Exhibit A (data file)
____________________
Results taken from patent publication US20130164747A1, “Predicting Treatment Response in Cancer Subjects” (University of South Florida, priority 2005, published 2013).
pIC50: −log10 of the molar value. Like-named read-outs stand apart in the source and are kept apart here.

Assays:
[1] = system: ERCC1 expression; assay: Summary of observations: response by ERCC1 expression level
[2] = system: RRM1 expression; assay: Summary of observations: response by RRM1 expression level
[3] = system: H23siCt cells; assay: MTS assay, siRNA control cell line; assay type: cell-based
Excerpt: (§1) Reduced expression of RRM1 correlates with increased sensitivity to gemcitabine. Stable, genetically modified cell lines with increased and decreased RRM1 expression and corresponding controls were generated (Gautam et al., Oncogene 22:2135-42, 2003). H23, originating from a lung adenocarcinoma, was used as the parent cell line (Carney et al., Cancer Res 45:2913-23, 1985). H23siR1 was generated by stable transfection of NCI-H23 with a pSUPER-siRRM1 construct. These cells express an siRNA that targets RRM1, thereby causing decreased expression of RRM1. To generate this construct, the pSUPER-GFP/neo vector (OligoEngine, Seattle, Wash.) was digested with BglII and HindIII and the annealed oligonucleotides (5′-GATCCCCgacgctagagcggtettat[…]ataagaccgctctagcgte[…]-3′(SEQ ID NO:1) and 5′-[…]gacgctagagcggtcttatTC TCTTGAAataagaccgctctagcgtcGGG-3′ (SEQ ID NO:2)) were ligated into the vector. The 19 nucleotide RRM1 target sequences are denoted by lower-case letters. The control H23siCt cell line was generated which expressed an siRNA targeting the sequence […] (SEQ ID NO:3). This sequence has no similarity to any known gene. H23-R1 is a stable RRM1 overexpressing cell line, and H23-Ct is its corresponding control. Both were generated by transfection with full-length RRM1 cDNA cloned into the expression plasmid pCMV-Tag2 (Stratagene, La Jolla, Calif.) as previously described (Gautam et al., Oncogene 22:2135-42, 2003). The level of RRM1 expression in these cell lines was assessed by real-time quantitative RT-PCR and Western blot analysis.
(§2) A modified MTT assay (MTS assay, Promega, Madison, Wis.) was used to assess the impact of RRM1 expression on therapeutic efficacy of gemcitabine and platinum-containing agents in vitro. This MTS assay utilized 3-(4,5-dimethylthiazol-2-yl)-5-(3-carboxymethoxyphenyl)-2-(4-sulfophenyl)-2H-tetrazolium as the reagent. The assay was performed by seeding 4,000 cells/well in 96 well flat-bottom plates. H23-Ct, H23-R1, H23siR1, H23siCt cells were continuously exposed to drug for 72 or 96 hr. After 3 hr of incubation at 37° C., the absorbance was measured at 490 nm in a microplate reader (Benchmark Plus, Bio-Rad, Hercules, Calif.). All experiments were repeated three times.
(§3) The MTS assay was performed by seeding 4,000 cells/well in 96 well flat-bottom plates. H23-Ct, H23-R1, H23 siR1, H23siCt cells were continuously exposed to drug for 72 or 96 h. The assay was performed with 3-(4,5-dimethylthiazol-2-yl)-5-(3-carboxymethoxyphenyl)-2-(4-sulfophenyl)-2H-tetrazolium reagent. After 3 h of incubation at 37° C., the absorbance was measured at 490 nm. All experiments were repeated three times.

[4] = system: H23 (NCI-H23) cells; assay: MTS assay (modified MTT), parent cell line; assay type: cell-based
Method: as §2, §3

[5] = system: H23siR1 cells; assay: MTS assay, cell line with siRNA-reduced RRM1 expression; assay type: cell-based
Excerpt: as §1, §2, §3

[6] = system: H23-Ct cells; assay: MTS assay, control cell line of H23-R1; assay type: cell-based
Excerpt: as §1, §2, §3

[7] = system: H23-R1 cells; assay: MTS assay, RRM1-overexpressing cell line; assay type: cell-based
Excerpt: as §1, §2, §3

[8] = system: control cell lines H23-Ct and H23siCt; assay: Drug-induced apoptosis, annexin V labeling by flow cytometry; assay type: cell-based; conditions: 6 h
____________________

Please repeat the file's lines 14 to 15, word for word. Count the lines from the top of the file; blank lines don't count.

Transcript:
[6] = system: H23-Ct cells; assay: MTS assay, control cell line of H23-R1; assay type: cell-based
Excerpt: as §1, §2, §3